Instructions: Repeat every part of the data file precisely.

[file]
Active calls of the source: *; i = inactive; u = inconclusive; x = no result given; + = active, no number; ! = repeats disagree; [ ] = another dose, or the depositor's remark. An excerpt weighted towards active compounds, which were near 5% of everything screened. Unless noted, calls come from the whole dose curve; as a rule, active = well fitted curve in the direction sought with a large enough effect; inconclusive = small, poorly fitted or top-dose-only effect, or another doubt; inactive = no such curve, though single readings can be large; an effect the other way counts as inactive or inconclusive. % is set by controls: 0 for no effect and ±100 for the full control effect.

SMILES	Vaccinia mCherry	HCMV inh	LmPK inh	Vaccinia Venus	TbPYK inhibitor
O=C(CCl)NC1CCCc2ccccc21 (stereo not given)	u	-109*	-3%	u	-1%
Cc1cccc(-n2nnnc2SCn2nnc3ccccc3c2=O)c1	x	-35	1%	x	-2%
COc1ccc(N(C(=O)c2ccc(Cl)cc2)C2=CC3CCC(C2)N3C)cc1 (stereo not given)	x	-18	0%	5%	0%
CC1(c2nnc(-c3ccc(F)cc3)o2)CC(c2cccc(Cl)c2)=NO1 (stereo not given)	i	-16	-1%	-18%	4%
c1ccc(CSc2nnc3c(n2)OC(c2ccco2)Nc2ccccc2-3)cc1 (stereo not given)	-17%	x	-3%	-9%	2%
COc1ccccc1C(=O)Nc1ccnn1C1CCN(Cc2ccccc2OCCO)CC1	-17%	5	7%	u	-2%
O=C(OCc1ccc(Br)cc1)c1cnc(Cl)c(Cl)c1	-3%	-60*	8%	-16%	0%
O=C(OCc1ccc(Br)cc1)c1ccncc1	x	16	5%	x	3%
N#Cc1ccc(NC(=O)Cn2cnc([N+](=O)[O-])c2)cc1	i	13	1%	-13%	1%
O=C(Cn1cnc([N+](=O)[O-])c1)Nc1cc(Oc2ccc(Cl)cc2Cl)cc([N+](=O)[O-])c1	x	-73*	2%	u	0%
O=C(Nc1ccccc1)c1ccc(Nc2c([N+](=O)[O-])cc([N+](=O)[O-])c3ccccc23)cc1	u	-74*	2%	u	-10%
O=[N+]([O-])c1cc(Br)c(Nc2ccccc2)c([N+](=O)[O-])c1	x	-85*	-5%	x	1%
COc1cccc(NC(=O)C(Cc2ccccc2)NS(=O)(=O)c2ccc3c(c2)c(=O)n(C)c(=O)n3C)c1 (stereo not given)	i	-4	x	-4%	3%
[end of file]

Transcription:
Active calls of the source: *; i = inactive; u = inconclusive; x = no result given; + = active, no number; ! = repeats disagree; [ ] = another dose, or the depositor's remark. An excerpt weighted towards active compounds, which were near 5% of everything screened. Unless noted, calls come from the whole dose curve; as a rule, active = well fitted curve in the direction sought with a large enough effect; inconclusive = small, poorly fitted or top-dose-only effect, or another doubt; inactive = no such curve, though single readings can be large; an effect the other way counts as inactive or inconclusive. % is set by controls: 0 for no effect and ±100 for the full control effect.

SMILES	Vaccinia mCherry	HCMV inh	LmPK inh	Vaccinia Venus	TbPYK inhibitor
O=C(CCl)NC1CCCc2ccccc21 (stereo not given)	u	-109*	-3%	u	-1%
Cc1cccc(-n2nnnc2SCn2nnc3ccccc3c2=O)c1	x	-35	1%	x	-2%
COc1ccc(N(C(=O)c2ccc(Cl)cc2)C2=CC3CCC(C2)N3C)cc1 (stereo not given)	x	-18	0%	5%	0%
CC1(c2nnc(-c3ccc(F)cc3)o2)CC(c2cccc(Cl)c2)=NO1 (stereo not given)	i	-16	-1%	-18%	4%
c1ccc(CSc2nnc3c(n2)OC(c2ccco2)Nc2ccccc2-3)cc1 (stereo not given)	-17%	x	-3%	-9%	2%
COc1ccccc1C(=O)Nc1ccnn1C1CCN(Cc2ccccc2OCCO)CC1	-17%	5	7%	u	-2%
O=C(OCc1ccc(Br)cc1)c1cnc(Cl)c(Cl)c1	-3%	-60*	8%	-16%	0%
O=C(OCc1ccc(Br)cc1)c1ccncc1	x	16	5%	x	3%
N#Cc1ccc(NC(=O)Cn2cnc([N+](=O)[O-])c2)cc1	i	13	1%	-13%	1%
O=C(Cn1cnc([N+](=O)[O-])c1)Nc1cc(Oc2ccc(Cl)cc2Cl)cc([N+](=O)[O-])c1	x	-73*	2%	u	0%
O=C(Nc1ccccc1)c1ccc(Nc2c([N+](=O)[O-])cc([N+](=O)[O-])c3ccccc23)cc1	u	-74*	2%	u	-10%
O=[N+]([O-])c1cc(Br)c(Nc2ccccc2)c([N+](=O)[O-])c1	x	-85*	-5%	x	1%
COc1cccc(NC(=O)C(Cc2ccccc2)NS(=O)(=O)c2ccc3c(c2)c(=O)n(C)c(=O)n3C)c1 (stereo not given)	i	-4	x	-4%	3%